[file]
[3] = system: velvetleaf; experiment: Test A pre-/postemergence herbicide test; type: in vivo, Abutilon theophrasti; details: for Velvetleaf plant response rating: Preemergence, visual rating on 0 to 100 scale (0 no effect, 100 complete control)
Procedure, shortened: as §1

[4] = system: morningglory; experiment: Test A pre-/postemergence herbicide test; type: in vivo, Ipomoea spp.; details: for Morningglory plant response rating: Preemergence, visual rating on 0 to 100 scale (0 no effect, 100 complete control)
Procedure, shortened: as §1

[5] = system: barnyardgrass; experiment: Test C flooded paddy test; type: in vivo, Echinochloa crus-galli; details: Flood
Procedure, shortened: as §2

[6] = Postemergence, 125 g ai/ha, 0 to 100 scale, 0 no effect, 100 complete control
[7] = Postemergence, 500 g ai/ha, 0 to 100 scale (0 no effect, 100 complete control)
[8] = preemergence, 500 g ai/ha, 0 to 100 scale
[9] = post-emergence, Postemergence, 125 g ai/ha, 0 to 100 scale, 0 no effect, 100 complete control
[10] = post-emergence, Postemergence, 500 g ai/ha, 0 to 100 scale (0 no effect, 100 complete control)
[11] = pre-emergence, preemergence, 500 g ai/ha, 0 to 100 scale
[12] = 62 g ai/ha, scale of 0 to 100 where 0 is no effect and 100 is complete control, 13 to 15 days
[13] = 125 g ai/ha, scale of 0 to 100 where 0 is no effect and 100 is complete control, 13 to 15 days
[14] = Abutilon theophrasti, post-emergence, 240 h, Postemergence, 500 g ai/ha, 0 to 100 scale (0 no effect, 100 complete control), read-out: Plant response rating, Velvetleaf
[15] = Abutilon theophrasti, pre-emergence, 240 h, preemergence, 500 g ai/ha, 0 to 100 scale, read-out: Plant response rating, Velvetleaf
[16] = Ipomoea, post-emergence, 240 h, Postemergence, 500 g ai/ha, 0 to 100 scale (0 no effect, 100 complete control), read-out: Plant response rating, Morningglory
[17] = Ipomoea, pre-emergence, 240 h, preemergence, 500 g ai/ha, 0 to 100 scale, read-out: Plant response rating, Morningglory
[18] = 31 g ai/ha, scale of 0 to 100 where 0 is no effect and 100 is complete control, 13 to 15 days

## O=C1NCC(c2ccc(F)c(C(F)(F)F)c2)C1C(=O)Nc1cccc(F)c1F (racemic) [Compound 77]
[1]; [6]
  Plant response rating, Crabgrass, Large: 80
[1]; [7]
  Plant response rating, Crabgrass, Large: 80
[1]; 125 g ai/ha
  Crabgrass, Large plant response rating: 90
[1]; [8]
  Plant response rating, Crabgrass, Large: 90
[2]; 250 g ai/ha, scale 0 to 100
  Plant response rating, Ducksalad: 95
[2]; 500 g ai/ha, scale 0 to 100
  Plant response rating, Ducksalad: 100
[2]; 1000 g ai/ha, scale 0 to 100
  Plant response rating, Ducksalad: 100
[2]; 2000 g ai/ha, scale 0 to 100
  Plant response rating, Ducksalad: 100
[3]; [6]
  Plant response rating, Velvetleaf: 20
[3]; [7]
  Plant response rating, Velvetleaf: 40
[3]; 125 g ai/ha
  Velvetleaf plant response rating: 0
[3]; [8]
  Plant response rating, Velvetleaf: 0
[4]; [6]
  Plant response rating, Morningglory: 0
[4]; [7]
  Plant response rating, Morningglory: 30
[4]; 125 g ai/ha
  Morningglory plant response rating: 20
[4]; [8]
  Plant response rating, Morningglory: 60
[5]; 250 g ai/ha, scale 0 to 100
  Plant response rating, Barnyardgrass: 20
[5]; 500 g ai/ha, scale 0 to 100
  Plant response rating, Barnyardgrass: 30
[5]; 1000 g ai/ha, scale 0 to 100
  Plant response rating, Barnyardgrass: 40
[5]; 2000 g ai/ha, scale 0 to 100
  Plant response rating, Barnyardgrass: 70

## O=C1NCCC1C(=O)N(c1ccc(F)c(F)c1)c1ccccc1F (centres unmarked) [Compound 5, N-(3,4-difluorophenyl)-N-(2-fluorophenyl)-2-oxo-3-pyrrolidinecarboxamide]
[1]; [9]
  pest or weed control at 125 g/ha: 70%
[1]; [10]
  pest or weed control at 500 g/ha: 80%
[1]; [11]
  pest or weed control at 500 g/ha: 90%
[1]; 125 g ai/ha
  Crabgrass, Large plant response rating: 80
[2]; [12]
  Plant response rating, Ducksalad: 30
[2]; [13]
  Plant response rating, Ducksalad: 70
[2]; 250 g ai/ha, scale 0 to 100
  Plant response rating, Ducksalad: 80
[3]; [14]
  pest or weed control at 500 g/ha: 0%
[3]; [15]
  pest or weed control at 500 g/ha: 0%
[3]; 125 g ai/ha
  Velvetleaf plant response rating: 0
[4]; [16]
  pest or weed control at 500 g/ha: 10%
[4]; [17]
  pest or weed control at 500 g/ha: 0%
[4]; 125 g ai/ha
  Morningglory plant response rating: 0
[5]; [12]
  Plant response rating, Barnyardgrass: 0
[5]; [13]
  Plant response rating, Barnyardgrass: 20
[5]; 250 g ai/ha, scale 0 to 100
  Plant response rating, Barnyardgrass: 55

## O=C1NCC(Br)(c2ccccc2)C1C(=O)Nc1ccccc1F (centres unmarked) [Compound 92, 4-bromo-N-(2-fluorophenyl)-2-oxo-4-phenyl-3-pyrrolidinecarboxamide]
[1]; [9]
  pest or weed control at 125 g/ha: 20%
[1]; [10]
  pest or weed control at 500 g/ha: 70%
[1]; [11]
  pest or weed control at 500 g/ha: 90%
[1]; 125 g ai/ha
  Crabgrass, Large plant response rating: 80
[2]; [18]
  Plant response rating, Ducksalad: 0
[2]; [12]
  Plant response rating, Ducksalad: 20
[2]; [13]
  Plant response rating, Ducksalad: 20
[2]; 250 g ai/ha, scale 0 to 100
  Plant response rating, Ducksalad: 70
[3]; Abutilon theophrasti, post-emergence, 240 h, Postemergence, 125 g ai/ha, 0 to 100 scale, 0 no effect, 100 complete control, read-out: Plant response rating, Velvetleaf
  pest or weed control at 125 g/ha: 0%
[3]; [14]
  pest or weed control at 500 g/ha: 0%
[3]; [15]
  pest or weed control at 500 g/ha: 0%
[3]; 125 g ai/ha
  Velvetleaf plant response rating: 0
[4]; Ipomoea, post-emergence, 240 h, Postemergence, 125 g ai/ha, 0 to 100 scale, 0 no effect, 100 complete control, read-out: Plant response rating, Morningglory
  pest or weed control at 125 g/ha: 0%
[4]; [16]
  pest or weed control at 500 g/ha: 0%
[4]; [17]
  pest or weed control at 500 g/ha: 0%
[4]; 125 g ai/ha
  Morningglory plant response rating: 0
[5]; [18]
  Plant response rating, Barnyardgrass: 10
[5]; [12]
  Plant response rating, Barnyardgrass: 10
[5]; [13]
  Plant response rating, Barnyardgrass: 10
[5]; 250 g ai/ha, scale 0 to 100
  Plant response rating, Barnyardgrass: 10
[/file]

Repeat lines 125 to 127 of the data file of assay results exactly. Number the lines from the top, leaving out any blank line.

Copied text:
[4]; 125 g ai/ha
  Morningglory plant response rating: 0
[5]; [18]